Comment Re:Agilent (Score 2) 514

Thanks:

I was going to suggest the same thing, but I forgot the Agilent name

I am curious, when HP and Agilent split, did all of the real engineer end up migrating to Agilent?

All of the real engineering was in the Test and Measurement group, which was what became Agilent. The industrial-strength computing business (the big minis and such) stayed with HP, as did the printer business, but all of the innovative stuff that made HP great were part of the T+M business.

Comment Re:not just diy devices (Score 1) 380

It isn't just do-it-yourself gear that can arouse suspicion. My Zoom H4N digital recorder has elicited attention from the TSA. The two built-in mikes at the front apparently make it look a lot like a Taser on the scanner.

I routinely fly with a Pelican case full of microphones. Of course the case is decorated with the usual backstage-pass stickers and whatnot, and there's alway a roll or two of gaffer tape and printouts of stage plots and input lists in there.

The TSA people at PHX are always baffled. "What are these?" "They're microphones." "They don't look like any microphone I've ever seen!" Duh, you're not a professional sound engineer, so that's why you've never seen a Shure SM91 or Beta98 or a CAD E-100 or an EV 408. Sorry to burst your bubble, but not all microphones look like the shit you see on "Glee."

So they have to search the whole fucking case every time, open up every pouch, and swab each one, trying to prove that everything is safe. Then I have to re-pack it all, because I don't want anything to get wrecked.

What's funny is that the Boys from the 'Hood who man the stations at EWR see the case come up on the xray, and they always say, "ah, microphones! What band do you work for?" And I'm pretty sure that those guys would have no problem taking down any real terrorist who came through their security line.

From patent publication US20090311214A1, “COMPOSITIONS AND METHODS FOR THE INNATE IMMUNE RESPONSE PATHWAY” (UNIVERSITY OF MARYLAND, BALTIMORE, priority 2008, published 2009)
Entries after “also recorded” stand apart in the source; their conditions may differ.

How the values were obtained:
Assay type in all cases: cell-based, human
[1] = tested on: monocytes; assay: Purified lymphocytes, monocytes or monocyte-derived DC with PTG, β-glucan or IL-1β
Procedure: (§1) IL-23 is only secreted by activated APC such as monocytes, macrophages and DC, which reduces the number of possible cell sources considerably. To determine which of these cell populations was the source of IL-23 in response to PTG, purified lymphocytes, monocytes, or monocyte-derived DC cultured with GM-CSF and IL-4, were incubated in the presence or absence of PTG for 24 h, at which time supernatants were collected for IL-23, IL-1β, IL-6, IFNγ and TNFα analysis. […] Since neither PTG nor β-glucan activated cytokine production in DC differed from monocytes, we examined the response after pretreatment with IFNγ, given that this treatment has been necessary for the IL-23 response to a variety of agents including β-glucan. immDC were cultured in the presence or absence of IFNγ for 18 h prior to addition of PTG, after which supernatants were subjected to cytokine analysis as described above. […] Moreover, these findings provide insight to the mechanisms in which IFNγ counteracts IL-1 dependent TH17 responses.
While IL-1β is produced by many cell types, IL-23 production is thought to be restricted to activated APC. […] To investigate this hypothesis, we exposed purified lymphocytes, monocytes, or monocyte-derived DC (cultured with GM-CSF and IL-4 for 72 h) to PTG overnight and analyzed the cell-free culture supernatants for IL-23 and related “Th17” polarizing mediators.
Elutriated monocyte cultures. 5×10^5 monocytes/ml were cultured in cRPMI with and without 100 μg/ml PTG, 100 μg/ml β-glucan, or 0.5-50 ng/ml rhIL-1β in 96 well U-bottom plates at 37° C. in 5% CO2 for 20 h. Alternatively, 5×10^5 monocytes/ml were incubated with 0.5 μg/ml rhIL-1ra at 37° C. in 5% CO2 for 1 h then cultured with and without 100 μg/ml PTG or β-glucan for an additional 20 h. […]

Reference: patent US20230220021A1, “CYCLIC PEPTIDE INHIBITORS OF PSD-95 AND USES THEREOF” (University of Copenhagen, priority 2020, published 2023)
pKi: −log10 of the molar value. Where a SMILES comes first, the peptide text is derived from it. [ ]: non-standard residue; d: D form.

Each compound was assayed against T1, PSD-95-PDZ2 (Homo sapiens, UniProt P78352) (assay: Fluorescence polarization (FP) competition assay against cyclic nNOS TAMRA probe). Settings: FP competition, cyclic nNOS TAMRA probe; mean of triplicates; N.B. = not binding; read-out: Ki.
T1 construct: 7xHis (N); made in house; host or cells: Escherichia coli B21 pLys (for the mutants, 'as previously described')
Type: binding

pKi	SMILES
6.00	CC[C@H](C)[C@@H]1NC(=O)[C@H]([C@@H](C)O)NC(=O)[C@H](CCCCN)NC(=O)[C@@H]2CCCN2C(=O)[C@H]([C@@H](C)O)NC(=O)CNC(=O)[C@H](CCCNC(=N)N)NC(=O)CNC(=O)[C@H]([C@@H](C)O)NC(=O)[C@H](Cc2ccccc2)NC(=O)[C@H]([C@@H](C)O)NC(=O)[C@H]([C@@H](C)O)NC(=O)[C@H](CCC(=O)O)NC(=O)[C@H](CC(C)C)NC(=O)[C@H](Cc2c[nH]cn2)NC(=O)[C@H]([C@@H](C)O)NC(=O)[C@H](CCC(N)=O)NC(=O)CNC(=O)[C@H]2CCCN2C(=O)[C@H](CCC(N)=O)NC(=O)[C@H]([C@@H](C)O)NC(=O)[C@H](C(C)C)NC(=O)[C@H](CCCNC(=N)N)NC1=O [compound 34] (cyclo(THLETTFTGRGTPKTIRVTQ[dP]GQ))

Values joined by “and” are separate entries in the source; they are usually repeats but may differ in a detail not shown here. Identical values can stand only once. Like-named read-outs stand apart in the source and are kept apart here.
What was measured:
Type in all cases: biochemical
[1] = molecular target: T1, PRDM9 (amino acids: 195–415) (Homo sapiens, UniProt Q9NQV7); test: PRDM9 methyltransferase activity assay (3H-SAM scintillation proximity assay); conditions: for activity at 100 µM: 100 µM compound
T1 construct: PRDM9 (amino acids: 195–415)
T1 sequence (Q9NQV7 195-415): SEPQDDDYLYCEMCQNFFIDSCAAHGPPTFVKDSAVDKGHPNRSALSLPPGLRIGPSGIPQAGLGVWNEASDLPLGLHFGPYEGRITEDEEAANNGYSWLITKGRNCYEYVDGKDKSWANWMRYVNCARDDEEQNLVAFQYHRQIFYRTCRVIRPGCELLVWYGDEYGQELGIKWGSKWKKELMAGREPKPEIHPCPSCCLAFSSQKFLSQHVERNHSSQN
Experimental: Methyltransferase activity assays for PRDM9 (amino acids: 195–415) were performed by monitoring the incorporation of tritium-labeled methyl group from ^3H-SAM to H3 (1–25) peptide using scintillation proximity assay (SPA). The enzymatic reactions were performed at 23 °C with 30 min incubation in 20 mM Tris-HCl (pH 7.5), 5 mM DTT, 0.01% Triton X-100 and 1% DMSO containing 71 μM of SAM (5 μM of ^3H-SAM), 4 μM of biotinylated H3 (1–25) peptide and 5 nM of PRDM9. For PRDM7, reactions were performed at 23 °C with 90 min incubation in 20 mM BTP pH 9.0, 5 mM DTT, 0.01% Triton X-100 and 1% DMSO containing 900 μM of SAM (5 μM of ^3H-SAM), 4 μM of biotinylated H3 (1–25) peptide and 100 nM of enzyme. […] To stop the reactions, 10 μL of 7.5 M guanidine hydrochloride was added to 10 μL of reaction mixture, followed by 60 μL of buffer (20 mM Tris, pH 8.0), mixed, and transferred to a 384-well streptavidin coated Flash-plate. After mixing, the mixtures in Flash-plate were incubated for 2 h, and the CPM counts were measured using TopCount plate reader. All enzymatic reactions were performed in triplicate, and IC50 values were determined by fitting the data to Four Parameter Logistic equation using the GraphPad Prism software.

Comment Re:cool: can you expand it? (Score 1) 70

re: Sharing schematics. I see what you were getting at, regarding building a system out of multiple boards designed using different EDA packages. The Good News is that you can get viewers for OrCAD, Altium Designer and PADS, so you don't need a license to install the full-up software just to view schematics or PCB artwork. The viewers are important, because the symbols on professional schematics include lots of metadata that are needed to actually build the board. There's a part number of some sort (either direct vendor part number or company-standard part number) used for the bill of materials, and of course a PCB footprint reference.

Interconnects between boards need to be defined fully and documented in some standard way.

What definitely doesn't happen is that Group A does a board in Altium Designer and passes the design files off to Group B who use OrCAD and want to import the design into that package. Such translations fail more often than not. There are library translation problems, database problems, all sorts of issues that make such translations problematic. If Group B really needs to work on the design in OrCAD, then need to make sure that their library has all of the symbols, all of the footprints, all of the other data to make it happen, and oftentimes it's easier to simply recapture the schematic in the other tool that to expect the translated schematic to generate a netlist that the translated PCB design won't choke on.